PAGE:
Posted by: Hendra Siry | 10 June, 2008

Rising sea levels threaten cities

Sea-level rise caused by global warning is already tracking above the global average along Australia’s northern and western coastline, leading scientists have warned.Scenarios outlined in more than 40 submissions to a recent federal inquiry into environmental impacts of climate change on coastal communities included that the risk of storm surges and tidal damage to four of Australia’s coastal capitals Darwin, Brisbane, Sydney and Melbourne had increased at least fourfold.

And Cairns ”is particularly at risk” from flooding with potential for a disaster similar to that which hit New Orleans, unless Australia radically stepped up its lagging pace on climate change adaptation.

Another scenario showed Sydney’s extreme or maximum sea levels used to calculate flood and erosion risks from storms and high tides had risen 10cm over the past 40 years, and were expected to rise a further 10cm by 2020.

And on the NSW Central Coast, the rapid beach erosion in some towns had forced councils to order residents to dismantle structures in their backyards to reduce pressure on seaward slopes.

The scenarios warned of devastating impacts to coastal towns, infrastructure such as roads, sewage and water supply systems, tourism and coastal ecosystems as Australia’s coastline becomes increasingly vulnerable to the effects of global warming.

University of Sydney coastal geographer Emeritus Professor Bruce Thom said, ”This is scary stuff.”

He told the inquiry Australia lacked a national coastal policy, was allowing dangerous ”hodge-podge” coastal development and had no federal science agency coordinating coastal research or mapping the economic cost of climate change on coastal communities.

”We will reach ‘tipping points’ in each and every coastal community around our coast as sea level continues to rise. Each tipping point needs to be assessed in relation to the nation’s ability to pay. When will barrages be needed at Port Philip or Botany Bay? When will the very low third runway at Sydney Airport need to be elevated?”

Professor Thom said Gosford was already experiencing more drain flooding by seawater at high tides, causing corrosion of infrastructure.

Many coastal towns like Lakes Entrance in East Gippsland were becoming vulnerable to ”the Venice effect” with increased frequency of flooding during seasonal high tides.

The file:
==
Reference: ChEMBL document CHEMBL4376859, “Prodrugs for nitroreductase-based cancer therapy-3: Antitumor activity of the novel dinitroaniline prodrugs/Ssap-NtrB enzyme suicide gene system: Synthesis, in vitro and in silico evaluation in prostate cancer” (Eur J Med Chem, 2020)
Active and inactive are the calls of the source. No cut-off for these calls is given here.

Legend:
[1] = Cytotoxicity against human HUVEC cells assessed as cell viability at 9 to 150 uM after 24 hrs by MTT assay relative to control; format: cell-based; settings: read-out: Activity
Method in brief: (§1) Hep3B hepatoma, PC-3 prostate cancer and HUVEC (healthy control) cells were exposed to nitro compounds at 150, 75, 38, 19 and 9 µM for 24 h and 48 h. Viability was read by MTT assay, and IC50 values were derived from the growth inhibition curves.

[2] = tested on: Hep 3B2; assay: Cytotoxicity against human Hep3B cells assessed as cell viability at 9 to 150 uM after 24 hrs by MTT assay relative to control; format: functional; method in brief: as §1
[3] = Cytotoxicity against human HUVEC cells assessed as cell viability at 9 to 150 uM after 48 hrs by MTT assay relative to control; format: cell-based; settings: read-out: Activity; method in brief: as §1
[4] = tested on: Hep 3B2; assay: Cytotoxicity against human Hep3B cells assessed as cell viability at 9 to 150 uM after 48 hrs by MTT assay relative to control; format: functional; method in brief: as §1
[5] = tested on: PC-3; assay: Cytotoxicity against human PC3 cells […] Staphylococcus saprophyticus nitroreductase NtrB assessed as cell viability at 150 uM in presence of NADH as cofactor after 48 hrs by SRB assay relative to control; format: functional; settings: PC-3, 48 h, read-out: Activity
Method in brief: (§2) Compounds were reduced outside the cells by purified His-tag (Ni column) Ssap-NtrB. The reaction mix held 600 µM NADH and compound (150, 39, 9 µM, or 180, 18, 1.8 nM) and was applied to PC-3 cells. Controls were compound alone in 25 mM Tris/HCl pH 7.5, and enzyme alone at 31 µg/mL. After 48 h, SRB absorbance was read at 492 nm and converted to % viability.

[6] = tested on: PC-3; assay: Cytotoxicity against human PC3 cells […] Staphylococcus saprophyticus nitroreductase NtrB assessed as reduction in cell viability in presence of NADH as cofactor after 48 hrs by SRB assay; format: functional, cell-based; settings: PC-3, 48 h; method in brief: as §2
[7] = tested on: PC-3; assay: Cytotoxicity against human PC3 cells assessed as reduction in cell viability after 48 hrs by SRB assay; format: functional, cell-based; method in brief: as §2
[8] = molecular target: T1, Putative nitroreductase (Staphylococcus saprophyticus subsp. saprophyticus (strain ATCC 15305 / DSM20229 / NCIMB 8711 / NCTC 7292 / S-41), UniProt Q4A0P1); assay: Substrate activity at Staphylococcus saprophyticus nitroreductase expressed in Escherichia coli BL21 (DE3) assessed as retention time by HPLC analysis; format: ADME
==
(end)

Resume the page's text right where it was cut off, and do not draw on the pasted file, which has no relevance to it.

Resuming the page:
”So much is at stake in terms of vulnerable property assets, water security, endangered habitats, tourism … The cost of inaction now will escalate in the future unless we seek ways to manage and plan for the adverse impacts of climate change,” he said.

The Bureau of Meteorology told the inquiry global climate models suggested mean sea-level rises on the east coast of Australia could exceed global averages. The bureau said it was crucial for Australia to maintain a ”strong climate modelling program” to map long-terms trends and adaptation.

University of Wollongong coastal geographer Professor Colin Woodroffe said Australia’s coast was likely to be ”especially impacted” by climate change because ”such a large proportion of the Australian population lives along, or visits the coast”.

Tide gauges indicated sea levels were rising ”at an accelerating rate, with several places experiencing rates that are above the global average”.

Cairns was particularly at risk from storm surge flooding and it was important to develop adaptation guidelines ”to avoid disasters of the sort that have befallen New Orleans”.

Scientists from the Antarctic Climate Cooperative Research Centre said research on sea-level rise was ”in its infancy and being done in a relatively fragmented way around Australia”.

They warned adaptation responses were ”often poorly informed, inadequate or even dangerous”.

Federal Labor MP Craig Thomson, whose Central Coast electorate of Dobell includes Gosford and Terrigal, said heavy rain plus wave energy impact at Norah Head had ”placed a number of homes in the unenviable position of currently having no backyards plus the potential of losing their homes to the sea”.

The demographics of Dobell made disaster planning problematic, with a large commuter population of more than 30,000 people travelling to Sydney or Newcastle on a daily basis.

BY ROSSLYN BEEBY SCIENCE AND ENVIRONMENT REPORTER

Source: Canberra Times


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